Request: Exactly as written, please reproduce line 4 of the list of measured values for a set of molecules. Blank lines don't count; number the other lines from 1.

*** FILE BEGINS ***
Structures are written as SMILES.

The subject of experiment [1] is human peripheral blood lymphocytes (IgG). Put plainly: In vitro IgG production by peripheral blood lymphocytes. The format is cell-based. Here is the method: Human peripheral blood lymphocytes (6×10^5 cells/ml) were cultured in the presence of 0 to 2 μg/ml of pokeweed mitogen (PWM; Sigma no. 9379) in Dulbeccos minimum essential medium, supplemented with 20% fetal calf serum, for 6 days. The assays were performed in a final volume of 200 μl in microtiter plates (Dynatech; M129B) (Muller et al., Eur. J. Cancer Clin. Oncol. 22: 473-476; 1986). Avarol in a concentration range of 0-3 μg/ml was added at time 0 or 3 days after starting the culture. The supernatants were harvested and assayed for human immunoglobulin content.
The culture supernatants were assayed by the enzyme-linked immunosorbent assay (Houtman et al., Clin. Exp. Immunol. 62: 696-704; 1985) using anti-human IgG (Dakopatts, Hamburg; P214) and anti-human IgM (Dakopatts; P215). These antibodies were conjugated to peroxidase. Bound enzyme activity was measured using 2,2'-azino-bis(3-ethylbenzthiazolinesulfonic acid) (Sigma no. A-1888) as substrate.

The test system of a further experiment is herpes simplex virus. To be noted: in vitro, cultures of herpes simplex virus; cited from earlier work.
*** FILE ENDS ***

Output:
The test system of a further experiment is herpes simplex virus. To be noted: in vitro, cultures of herpes simplex virus; cited from earlier work.